The heat was expected to have as much of an impact on the race as the gravel paths themselves, as temperatures hit 37 degrees in Tuscany.
The break consisted of Corné Van Kessel (Circus-Wanty Gobert), Benjamin Declerq (Arkéa-Samsic), Iuri Filosi (Bardiani-CSF-Faizanè), Simon Pellaud, Nicola Bagiolo (Androni Giocattoli-Sidermec) and Quentin Pacher (B&B Hotels-Vital Concept).
Fuglsang was finally picked up with just over 40km to race bringing the front group to just six riders, with Max Schachmann, Van Avermaet, Alberto Bettiol (EF Pro Cycling(, Van Aert and Davide Formolo completing the elite group, 90 seconds ahead of a chasing trio.
Van Aert committed on the gravel ascents and threw himself into the descents in the final 10km, with his advantage over the chasers fluttering between 10 and 15 seconds.
Inside 15km, Van Avermaet and Štybar partnered up to try and catch the leaders but with 12km to race Van Aert launched the decisive move of the final and vanished up the road.
He raised his hand across the line, taking his first win since a nasty crash suffered on the time trial stage of the 2019 Tour de France.
The Jumbo-Visma rider was ruthless in his delivery of the victory on the white roads of Tuscany, comfortably holding his place in the front group of favourites in the final 50km before launching the hammer blow 12km from the line.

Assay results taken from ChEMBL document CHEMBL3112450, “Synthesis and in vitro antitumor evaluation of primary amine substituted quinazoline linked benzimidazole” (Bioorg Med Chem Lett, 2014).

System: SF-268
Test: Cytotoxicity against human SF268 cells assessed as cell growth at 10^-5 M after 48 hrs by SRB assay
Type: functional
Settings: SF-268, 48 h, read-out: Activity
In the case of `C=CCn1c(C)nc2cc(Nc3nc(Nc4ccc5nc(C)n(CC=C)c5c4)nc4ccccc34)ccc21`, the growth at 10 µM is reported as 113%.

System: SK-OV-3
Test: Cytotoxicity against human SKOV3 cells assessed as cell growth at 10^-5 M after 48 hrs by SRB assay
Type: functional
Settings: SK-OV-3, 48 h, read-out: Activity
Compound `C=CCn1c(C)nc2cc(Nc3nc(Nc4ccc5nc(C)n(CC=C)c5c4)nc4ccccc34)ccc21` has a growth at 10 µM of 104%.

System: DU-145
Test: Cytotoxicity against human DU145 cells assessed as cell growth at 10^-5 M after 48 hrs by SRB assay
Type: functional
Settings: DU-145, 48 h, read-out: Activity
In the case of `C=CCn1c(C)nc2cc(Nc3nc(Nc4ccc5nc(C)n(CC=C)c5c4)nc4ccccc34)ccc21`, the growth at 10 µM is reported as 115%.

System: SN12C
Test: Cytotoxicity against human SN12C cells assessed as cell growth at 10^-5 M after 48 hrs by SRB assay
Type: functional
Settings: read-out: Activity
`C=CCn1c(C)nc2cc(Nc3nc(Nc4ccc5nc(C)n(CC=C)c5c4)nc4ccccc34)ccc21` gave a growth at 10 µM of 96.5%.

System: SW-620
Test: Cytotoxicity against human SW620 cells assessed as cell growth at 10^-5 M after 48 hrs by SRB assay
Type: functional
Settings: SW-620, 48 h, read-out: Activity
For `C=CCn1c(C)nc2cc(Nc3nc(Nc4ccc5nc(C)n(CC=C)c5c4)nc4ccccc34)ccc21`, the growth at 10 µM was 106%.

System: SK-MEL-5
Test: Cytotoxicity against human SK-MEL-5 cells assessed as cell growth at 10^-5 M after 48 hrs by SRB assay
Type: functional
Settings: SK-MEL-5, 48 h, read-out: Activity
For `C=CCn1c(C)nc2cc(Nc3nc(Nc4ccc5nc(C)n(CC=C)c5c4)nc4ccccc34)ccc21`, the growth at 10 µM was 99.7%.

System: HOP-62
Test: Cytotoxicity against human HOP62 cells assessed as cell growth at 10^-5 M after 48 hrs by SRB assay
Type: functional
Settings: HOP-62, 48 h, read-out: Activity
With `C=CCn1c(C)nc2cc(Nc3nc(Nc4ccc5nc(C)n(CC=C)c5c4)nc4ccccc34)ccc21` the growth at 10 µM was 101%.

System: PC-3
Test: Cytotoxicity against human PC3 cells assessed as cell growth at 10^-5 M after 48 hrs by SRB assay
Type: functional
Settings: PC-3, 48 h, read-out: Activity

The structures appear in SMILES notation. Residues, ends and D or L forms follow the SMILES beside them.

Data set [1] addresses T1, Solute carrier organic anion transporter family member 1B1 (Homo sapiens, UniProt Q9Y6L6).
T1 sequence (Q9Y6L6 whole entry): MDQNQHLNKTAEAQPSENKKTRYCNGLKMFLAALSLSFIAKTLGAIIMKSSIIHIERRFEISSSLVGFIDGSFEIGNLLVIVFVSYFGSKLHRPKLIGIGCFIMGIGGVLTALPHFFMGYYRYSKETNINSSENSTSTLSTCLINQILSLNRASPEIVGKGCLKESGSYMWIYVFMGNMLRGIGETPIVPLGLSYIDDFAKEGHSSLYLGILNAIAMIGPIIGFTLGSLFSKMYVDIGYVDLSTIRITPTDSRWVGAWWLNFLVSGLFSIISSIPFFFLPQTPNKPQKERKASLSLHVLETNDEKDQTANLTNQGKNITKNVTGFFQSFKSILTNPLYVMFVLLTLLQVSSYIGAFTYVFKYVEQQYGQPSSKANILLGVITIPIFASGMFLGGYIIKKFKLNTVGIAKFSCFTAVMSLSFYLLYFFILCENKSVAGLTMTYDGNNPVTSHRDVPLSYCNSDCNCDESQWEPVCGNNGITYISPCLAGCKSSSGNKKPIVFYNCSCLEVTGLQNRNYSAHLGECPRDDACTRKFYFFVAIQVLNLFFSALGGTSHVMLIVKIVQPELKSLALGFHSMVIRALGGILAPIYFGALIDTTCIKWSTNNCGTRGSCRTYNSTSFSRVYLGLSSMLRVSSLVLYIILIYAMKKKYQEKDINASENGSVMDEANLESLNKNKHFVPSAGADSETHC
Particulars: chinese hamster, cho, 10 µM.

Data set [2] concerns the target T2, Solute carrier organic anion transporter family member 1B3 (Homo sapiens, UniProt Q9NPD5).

Despite an honourable chase from climbers Davide Formolo (UAE Team Emirates)) and Max Schachmann (Bora-Hansgrohe), Van Aert climbed the ramp to Siena alone to win a thrilling day.
The 25-year-old debuted in Strade Bianche in 2018 and finished third in both his previous efforts, but this time the glory was all his.
This year’s edition followed the same 184km course of the previous two years, starting in Siena and finishing in the iconic Piazza del Camp in the centre of the city.
The race also featured 11 of the white roads that give it both its name and unique character, the last segment of which came 6km from the finish, before the leaders would fight for victory on the 1km, 4.8 per cent climb back up into Siena.
Strade Bianche 2020: Siena to Siena (184km)
Wout van Aert has finally taken his deserved Strade Bianche title in the 2020 edition, having finished third in his first two attempts.
Strade Bianche unexpectedly found itself as one of the most important races of 2020.